Monday in Sicily. Our appointment with SICON is not until Tuesday and so we have a free day. We decide to explore the island by bicycle. We climb up the lofty hill town of Taormina, visiting its ancient Greek amphitheatre, and enjoying the extensive sea views. But all too quickly our sightseeing is over and we are back in the saddle. Next morning we set off at 7 o’clock, aiming to be at SICON at 9. After asking for directions a few times, we finally locate the factory and we soon find ourselves in front of four Husky lines.
SICON is the most southerly appointment on the Italian stage of our tour, and now we must turn northwards again. Having already experienced its delights, we definitely want to avoid taking the west coast route on what is undoubtedly the worst motorway in Italy. Instead we opt for the slightly longer eastern route. A wise move, as it turns out. Although we have to navigate some country roads, we make good progress.
The roof of the Sicon factory is covered in solar modules
Our next appointment is with the recycling company Cier, which is situated near Ancona, a busy seaport on the Adriatic coast, some 300 km N-E of Rome. Getting there involves a taxing drive of around 800 km which takes us a good two days. We are making for Roseto degli Abruzzi, a small town on the Adriatic, conveniently located near Ancona. Once arrived at Roseto, we hope to find a campsite for the night. Unfortunately, everywhere is fully booked, and there is not even any space for our Editourmobil to park. Reluctantly we turn around and eventually we find a quiet country lane where we settle down for the night. This gives us our first opportunity to put the gas grill through its paces. Very shortly afterwards, we are dining regally on steak and salad, washed down with a decent bottle of the local wine.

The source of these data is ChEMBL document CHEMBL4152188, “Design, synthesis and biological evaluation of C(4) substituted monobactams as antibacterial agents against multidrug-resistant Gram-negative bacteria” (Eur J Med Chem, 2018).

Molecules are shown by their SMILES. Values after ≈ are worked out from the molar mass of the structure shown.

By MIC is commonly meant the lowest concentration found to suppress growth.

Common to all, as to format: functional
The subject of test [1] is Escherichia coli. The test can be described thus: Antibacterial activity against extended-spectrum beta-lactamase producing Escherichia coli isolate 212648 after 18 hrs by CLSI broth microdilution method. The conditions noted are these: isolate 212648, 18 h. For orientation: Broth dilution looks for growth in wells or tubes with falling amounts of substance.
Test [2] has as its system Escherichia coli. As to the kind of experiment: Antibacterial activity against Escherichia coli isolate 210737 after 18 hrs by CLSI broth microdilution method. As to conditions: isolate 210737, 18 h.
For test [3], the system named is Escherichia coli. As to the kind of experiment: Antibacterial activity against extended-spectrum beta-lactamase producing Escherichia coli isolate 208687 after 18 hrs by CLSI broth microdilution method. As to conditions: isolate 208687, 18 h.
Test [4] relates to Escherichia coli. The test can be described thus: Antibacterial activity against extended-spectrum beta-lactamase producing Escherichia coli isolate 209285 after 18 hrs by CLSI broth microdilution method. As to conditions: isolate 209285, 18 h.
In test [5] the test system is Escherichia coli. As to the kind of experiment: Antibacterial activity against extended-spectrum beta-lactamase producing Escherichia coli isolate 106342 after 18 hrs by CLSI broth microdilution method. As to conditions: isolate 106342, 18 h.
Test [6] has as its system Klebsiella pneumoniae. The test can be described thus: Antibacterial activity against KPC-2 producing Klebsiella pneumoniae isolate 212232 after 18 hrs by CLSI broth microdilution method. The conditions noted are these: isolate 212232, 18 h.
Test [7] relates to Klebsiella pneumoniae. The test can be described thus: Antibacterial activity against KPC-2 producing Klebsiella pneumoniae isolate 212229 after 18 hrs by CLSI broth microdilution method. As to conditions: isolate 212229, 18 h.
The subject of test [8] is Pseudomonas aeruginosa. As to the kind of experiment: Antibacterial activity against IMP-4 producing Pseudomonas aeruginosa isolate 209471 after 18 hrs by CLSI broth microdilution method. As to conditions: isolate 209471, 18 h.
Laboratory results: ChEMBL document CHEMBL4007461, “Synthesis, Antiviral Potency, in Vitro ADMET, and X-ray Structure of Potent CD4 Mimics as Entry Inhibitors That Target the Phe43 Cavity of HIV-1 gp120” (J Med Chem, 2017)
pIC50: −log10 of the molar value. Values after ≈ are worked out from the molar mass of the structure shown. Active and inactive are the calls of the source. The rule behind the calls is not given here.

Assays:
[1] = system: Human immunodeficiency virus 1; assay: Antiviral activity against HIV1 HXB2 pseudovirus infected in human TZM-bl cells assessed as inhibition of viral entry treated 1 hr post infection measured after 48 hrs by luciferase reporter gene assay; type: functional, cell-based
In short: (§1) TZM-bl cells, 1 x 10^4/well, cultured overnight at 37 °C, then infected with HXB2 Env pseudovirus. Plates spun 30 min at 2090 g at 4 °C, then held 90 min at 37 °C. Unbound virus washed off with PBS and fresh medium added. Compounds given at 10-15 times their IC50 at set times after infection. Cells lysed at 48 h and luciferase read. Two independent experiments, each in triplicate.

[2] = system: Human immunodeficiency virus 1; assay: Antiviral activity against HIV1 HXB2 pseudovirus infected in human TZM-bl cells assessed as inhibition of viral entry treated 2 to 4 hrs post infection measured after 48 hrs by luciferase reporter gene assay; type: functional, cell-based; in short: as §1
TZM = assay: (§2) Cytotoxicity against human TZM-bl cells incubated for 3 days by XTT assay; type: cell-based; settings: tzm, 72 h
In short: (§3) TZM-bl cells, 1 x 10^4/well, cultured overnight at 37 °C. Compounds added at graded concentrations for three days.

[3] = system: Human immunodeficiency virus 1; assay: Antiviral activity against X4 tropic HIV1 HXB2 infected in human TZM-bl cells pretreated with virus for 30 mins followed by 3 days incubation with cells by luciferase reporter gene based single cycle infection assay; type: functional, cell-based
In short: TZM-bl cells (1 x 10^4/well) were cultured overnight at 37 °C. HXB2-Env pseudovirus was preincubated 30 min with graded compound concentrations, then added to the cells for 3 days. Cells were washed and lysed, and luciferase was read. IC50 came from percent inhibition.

Clean and neatly stacked, PET bottles wait to be taken to CIER to be turned into flakes and later converted into rPET.
At CIER, we learn about the absurdities of PET recycling in Italy. More on that later in the issue. A disappointment awaits us when our appointment with the bottler Rocchetta unfortunately falls through. The only such occurrence on the tour so far. The weather too is conspiring against us, and, seeking a little sunshine, we head for the west coast. But first a little detour to my favourite city, Lucca, before heading for a weekend’s sightseeing in Genoa. At the motorway exit in Genoa, I nearly had a heart attack. The motorway exit is also the motorway access road, and it is a mere 5 metres wide. To complete the picture, it is on a 100 metre high bridge. The deck beams resemble spindly iron bars held together with piano wire. Heart in mouth, I coax the vehicle slowly across, driving in the middle of the road and hoping nothing comes the other way. With a sigh of relief and a few silent prayers we finally make it safely across.
I make a mental note that on Monday, we will definitely be taking another motorway.